Other Tines on the Fork

The hashkafic fork in the road that I’ve been referring to repeatedly has two approaches: sheleimus / temimus, the perfection of the self, and deveikus, cleaving to G-d. If you’d like, derekh Hashem as following the path G-d takes, and derekh Hashem as taking the path to G-d.Within Chassidus, one finds Chabad, acheiving deveikus through wisdom, insight and knowledge, and other forms of chassidus which focus more experientially. As Lubavitch calls them, Gachas chassidim. This is after the next three sefiros after Chabad: gevurah (strength and restraint), chessed (kindness and giving), and tife’eres (the splendor of their harmony.Within the sheleimus camp there are numerous approaches: Hirsch’s synthesis of Torah and derekh eretz, i.e. working within the world and advancing society in Torah ways, being a pefect Mensch-Israel; Mussar’s perfection of personality; the Yeshiva world’s perfection of mind through knowing G-d’s Torah, etc…

Other possibilities exist and similarly could have become movements.

The Ramchal’s position is a fusion of the two. In Derekh Hashem he writes that the ultimate reward is G-d Himself, and therefore man’s goal is one of deveikus. However, since G-d Himself is a Creator, to experience G-d Himself we need the experience of being creative beings, to earn our reward. Thus, Hashem created two worlds, this one in which we perfect ourselves, temimus, and the world to come in which we experience deveikus.

However, the Ramchal’s definition of temimus is entirely shaped by the fact that the point of that temimus is to be a being capable of as much deveikus as possible. Which is why he writes Mesilas Yesharim as structured around R’ Pinchas ben Ya’ir’s ladder to ru’ach haqodesh. His temimus is about a totally different set of midos than those in Cheshbon haNefesh or Orechos Tzadiqim. It’s a path that’s fully defined by both tines of the fork.

This might be why the Ramchal’s philosophy is so popular today, being most like the “default position” most Orthodox-from-birth Jews pick up in their childhood.

A fourth option is common in some Orthodox academic circles. Note that Hashem doesn’t enter into a beris with us as individuals; the covenant is between G-d and the Jewish people. Therefore the role of mitzvos is not personal wholeness or personal closeness to G-d, but our part within the role of the Jewish people in the world.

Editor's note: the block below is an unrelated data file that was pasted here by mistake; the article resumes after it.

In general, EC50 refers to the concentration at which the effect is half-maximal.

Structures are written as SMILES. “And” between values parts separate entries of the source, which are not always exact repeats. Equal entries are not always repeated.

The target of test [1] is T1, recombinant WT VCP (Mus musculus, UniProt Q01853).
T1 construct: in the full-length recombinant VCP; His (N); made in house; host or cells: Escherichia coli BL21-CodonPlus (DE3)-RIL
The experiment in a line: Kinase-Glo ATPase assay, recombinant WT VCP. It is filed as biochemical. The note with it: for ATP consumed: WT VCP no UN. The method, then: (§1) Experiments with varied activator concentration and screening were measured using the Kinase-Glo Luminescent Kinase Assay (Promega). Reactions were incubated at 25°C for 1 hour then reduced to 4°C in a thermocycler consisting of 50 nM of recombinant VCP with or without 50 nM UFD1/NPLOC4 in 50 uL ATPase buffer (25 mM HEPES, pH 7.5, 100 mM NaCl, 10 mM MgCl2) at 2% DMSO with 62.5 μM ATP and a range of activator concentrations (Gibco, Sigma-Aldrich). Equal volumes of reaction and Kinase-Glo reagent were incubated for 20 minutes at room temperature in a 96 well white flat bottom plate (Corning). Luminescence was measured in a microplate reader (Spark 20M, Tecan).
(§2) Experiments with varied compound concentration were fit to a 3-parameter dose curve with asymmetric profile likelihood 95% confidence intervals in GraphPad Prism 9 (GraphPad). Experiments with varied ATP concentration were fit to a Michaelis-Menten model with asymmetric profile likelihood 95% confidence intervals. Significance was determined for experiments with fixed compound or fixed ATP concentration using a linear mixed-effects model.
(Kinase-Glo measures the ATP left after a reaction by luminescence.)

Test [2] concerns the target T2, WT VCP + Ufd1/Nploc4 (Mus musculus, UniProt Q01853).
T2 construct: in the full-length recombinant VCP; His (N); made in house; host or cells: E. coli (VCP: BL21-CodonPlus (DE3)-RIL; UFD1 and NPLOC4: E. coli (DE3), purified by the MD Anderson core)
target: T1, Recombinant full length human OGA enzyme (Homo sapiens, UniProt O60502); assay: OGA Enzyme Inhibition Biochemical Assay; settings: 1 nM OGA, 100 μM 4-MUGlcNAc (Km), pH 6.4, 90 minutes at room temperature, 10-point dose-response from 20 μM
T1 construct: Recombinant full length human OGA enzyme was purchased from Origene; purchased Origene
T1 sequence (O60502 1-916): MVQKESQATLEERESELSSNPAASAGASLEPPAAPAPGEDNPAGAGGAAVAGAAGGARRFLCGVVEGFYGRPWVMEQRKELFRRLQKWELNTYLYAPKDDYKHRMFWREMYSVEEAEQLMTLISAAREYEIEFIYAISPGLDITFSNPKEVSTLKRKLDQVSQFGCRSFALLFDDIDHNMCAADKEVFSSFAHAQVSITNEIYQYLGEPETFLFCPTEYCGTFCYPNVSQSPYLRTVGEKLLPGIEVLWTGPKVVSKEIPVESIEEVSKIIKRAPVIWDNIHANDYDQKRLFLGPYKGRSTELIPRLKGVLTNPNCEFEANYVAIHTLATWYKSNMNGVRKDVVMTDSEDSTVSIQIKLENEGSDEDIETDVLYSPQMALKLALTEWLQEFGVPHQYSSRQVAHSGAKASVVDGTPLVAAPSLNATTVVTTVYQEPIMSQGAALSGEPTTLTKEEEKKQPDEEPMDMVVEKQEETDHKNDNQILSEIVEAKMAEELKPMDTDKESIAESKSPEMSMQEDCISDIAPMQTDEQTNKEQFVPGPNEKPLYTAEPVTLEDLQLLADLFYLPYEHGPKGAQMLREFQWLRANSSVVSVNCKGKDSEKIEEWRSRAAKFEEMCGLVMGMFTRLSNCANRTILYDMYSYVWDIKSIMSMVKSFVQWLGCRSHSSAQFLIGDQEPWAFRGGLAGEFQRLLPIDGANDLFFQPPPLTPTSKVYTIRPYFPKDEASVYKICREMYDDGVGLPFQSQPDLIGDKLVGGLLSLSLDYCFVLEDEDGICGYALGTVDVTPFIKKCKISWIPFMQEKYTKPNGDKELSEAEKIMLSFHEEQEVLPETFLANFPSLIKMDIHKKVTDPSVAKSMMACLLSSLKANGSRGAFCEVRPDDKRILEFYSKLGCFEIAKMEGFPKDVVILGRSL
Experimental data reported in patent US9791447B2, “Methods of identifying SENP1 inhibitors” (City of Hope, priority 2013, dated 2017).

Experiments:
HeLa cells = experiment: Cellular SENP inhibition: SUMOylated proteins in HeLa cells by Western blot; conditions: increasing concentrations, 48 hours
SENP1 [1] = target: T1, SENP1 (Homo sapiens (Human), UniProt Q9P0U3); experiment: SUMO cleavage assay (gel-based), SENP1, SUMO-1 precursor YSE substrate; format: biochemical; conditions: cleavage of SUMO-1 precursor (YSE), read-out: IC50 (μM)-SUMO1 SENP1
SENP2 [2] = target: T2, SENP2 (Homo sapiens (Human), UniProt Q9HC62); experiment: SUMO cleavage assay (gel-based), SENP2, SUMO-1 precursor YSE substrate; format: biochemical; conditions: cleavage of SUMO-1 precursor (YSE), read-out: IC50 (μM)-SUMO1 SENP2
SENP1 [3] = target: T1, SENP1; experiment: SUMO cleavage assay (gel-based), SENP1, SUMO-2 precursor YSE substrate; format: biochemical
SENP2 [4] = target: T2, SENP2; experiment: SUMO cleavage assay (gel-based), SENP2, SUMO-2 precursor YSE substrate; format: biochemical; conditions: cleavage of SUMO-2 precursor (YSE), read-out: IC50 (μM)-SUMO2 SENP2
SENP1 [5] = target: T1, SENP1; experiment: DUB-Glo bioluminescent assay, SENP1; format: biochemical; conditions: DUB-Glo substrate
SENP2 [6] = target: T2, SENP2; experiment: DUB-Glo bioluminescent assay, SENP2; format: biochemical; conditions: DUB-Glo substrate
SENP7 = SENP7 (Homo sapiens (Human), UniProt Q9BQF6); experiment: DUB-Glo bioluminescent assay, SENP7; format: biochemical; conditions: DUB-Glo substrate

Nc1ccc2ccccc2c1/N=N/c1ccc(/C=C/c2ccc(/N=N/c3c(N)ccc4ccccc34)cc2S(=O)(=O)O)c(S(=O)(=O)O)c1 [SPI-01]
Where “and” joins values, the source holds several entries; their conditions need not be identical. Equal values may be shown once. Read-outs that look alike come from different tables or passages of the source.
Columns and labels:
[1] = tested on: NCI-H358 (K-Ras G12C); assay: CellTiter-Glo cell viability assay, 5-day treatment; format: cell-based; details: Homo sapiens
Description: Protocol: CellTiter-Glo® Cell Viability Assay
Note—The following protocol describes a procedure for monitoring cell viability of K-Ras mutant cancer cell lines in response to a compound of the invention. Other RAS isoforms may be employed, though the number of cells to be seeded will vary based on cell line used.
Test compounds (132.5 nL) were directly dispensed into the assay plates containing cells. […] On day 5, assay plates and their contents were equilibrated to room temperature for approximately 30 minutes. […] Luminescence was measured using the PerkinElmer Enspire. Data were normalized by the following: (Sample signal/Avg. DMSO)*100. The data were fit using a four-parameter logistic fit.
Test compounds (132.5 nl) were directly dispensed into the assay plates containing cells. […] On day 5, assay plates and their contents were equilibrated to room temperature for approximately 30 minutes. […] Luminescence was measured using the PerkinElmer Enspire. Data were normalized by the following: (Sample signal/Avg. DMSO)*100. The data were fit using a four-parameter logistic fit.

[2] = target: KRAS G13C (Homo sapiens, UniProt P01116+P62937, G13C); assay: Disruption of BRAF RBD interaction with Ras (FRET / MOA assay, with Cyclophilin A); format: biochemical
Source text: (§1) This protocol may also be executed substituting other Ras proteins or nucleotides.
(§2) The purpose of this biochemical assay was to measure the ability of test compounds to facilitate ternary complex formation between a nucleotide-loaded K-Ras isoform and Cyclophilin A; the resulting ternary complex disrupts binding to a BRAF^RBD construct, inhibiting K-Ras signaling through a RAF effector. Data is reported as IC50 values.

This approach has the advantage of only requiring that mitzvos make sense as norms, not for each individual to which they apply. Gender differences don’t have to fit every man and every woman, but can be explained in terms of the value to the Jewish People of having this standard, given propensities amongst men and women as a whole.

Last, if we look at the second mishnah in Avos, we find three pillars: Torah, Avodah and Gemillus Chassadim. Or, as the Maharal puts it (Derech haChaim ad loc): perfection of one’s relationship with oneself within the world that is our minds (Torah), perfection of our relationship with G-d within Shamayim (Avodah), and perfection of our relationship to others who we encounted in the physical world (Chessed).

The deveikus approach seems to say that one can make Avodah primary, and from that everything else will follow. The temimus approach makes Torah (as the Maharal explains it) primary, and a perfect self naturally will be one that serves Hashem and is generous to others. However, what about a chessed centered Judaism? It sounds to be Hillel’s message, when he says to the prospective convert that all of the Torah is “that which is disturbing to you, do not do to others — the rest is commentary.”

When I noted the lack of such a movement on Avodah, Rn Chana Luntz suggested that perhaps the Beis Yaakov movement is founded on this principle. It seems so.

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  1. March 26, 2007 – ז׳ בניסן תשס״ז

    […] [Note (2007): I would now categorize the Ramchal differently. He describes a pursuit of  temimus, but a tamim person is defined entirely in terms of closeness to G-d. See “Other Tines on the Fork“. I would consider his view a synthesis that was perhaps similar to that of Navardok Mussar, but not followed today.] On the other hand, equally well represented (for example, the opening of the Kuzari) presents man’s quest as “sheleimus ha’adam“, the completion of man. “Veheyei tamim“. Man’s goal is to strive for self-perfection. […]

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